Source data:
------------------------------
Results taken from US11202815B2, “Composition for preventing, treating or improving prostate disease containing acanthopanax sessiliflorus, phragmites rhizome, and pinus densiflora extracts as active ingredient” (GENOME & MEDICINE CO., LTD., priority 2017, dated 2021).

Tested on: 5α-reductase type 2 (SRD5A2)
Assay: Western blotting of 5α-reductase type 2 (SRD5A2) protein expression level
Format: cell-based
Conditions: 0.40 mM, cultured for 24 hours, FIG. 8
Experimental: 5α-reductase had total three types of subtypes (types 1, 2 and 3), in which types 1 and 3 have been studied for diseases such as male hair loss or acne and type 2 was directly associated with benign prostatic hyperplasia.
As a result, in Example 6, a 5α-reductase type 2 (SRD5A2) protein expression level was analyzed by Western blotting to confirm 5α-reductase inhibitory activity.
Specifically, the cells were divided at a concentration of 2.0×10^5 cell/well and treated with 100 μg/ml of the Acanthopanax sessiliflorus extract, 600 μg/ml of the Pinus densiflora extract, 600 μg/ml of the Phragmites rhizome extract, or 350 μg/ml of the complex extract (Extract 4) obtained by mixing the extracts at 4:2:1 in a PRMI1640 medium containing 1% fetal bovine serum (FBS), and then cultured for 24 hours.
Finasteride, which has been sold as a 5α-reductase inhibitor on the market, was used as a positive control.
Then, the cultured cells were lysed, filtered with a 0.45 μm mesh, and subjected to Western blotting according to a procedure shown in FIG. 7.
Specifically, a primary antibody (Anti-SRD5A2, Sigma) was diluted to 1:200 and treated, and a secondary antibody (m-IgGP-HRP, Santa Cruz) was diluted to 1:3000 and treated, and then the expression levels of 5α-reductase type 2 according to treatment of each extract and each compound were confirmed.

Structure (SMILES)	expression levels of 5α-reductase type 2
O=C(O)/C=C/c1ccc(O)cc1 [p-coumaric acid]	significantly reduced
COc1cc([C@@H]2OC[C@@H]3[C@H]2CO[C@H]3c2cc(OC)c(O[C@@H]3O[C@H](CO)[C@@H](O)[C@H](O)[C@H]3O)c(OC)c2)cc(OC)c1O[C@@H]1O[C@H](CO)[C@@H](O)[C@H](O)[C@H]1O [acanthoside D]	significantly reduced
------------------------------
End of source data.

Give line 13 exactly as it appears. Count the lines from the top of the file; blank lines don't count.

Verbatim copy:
O=C(O)/C=C/c1ccc(O)cc1 [p-coumaric acid]	significantly reduced